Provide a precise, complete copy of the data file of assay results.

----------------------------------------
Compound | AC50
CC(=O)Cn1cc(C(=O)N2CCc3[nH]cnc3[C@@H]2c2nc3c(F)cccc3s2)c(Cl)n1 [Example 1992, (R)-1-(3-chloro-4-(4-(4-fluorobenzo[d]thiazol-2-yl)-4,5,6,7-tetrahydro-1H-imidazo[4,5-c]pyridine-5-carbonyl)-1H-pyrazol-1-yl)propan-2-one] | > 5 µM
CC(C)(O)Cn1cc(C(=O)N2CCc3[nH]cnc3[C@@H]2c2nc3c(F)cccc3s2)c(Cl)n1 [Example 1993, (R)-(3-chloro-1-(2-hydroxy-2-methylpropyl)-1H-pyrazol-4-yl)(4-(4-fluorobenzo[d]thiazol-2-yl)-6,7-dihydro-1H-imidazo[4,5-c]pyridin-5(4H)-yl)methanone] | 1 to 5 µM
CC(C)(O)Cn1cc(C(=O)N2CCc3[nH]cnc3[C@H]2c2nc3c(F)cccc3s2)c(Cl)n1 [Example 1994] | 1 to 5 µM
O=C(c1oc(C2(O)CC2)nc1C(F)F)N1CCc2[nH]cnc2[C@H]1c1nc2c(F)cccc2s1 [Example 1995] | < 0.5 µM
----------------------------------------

Compound | AC50
CC(=O)Cn1cc(C(=O)N2CCc3[nH]cnc3[C@@H]2c2nc3c(F)cccc3s2)c(Cl)n1 [Example 1992, (R)-1-(3-chloro-4-(4-(4-fluorobenzo[d]thiazol-2-yl)-4,5,6,7-tetrahydro-1H-imidazo[4,5-c]pyridine-5-carbonyl)-1H-pyrazol-1-yl)propan-2-one] | > 5 µM
CC(C)(O)Cn1cc(C(=O)N2CCc3[nH]cnc3[C@@H]2c2nc3c(F)cccc3s2)c(Cl)n1 [Example 1993, (R)-(3-chloro-1-(2-hydroxy-2-methylpropyl)-1H-pyrazol-4-yl)(4-(4-fluorobenzo[d]thiazol-2-yl)-6,7-dihydro-1H-imidazo[4,5-c]pyridin-5(4H)-yl)methanone] | 1 to 5 µM
CC(C)(O)Cn1cc(C(=O)N2CCc3[nH]cnc3[C@H]2c2nc3c(F)cccc3s2)c(Cl)n1 [Example 1994] | 1 to 5 µM
O=C(c1oc(C2(O)CC2)nc1C(F)F)N1CCc2[nH]cnc2[C@H]1c1nc2c(F)cccc2s1 [Example 1995] | < 0.5 µM